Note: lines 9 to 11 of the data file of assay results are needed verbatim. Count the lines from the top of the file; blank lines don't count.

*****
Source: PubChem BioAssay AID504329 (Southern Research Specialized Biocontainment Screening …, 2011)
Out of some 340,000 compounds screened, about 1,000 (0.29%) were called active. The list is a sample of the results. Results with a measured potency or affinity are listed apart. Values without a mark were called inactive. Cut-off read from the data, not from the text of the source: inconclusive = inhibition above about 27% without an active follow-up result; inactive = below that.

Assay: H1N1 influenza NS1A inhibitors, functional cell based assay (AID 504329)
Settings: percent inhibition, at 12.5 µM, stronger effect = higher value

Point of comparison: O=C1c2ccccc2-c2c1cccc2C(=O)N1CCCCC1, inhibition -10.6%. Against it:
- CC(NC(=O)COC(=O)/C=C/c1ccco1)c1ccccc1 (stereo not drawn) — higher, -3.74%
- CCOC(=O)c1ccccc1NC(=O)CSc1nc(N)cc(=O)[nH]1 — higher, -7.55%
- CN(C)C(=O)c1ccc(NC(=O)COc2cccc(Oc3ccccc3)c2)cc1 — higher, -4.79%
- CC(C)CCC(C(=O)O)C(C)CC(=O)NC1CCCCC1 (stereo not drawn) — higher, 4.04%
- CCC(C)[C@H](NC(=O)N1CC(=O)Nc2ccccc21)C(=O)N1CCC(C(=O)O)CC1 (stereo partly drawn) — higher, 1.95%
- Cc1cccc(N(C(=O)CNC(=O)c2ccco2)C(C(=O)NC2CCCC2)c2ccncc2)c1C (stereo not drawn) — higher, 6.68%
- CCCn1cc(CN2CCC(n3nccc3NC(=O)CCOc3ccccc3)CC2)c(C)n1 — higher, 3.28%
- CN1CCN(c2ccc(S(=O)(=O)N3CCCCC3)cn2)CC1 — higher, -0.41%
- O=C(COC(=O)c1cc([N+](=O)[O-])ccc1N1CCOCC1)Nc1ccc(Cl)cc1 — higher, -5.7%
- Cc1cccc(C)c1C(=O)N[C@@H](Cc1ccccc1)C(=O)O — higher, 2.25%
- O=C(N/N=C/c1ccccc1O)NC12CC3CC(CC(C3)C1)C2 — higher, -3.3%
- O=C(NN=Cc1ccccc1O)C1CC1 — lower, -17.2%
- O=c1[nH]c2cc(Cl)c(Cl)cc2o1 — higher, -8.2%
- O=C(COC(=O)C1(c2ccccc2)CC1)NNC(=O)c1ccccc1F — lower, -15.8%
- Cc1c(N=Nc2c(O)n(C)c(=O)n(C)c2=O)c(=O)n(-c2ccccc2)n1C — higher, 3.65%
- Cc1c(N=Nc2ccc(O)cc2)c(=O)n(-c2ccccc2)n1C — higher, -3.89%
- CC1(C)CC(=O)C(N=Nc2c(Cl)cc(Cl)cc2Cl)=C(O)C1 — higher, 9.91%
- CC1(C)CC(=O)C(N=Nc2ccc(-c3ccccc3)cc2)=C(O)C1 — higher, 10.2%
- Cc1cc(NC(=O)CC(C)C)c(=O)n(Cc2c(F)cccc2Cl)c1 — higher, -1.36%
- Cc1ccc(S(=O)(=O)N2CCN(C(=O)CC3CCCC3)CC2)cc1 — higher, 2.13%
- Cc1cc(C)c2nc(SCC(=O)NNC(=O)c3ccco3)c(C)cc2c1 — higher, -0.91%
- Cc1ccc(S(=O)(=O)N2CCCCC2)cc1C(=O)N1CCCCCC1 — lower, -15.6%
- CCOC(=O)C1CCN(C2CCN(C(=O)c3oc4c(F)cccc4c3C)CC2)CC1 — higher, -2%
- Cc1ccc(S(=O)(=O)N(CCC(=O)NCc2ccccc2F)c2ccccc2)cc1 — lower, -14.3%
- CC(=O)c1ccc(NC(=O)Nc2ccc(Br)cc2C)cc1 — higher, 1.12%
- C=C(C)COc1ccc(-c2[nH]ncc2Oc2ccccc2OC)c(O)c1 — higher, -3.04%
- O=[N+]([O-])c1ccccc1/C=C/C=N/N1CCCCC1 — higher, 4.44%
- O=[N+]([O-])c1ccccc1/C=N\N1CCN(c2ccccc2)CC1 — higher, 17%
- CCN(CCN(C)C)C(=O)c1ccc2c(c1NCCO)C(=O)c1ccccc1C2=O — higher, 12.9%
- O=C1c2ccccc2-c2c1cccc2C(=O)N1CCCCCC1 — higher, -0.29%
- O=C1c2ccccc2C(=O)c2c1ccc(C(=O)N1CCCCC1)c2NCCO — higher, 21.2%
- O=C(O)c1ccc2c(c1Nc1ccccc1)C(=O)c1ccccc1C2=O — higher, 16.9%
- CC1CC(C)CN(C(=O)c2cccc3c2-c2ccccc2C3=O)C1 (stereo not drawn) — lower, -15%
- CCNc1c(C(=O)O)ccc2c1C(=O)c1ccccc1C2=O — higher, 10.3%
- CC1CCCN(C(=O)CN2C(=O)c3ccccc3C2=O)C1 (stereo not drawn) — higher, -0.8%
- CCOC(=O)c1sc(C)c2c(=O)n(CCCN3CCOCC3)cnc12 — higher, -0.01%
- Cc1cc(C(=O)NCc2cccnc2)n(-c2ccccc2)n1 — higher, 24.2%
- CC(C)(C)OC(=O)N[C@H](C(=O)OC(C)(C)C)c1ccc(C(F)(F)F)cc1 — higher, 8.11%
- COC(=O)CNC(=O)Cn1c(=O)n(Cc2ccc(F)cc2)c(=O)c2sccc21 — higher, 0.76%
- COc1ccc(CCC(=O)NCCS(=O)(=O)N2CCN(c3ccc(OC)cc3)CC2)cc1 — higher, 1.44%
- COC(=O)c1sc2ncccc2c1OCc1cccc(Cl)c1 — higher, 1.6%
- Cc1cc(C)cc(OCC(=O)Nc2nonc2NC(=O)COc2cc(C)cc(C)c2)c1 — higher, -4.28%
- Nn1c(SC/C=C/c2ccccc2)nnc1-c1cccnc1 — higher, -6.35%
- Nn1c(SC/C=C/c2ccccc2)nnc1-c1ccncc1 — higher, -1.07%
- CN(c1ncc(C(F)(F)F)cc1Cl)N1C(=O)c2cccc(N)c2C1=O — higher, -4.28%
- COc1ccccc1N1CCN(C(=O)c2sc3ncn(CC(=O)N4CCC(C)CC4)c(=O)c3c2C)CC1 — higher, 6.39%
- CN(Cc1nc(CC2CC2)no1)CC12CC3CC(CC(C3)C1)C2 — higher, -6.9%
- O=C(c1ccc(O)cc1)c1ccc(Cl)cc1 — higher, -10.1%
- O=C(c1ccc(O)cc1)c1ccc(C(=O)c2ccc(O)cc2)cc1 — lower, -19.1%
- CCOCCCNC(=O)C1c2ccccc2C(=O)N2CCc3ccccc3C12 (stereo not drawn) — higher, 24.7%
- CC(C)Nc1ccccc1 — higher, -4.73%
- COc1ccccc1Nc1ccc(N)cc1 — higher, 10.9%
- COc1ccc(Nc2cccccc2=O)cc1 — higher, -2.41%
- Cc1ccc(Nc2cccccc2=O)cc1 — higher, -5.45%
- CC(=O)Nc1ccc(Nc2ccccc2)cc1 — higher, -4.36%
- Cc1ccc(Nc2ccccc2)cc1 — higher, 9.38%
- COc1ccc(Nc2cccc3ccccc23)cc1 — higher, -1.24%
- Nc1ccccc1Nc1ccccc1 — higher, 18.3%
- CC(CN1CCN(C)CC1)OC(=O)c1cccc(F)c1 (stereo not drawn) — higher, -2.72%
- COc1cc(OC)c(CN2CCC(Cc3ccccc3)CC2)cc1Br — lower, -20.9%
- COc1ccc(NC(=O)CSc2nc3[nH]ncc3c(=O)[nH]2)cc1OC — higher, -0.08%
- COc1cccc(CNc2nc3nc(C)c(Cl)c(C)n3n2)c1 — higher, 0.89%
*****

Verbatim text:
- CC(C)CCC(C(=O)O)C(C)CC(=O)NC1CCCCC1 (stereo not drawn) — higher, 4.04%
- CCC(C)[C@H](NC(=O)N1CC(=O)Nc2ccccc21)C(=O)N1CCC(C(=O)O)CC1 (stereo partly drawn) — higher, 1.95%
- Cc1cccc(N(C(=O)CNC(=O)c2ccco2)C(C(=O)NC2CCCC2)c2ccncc2)c1C (stereo not drawn) — higher, 6.68%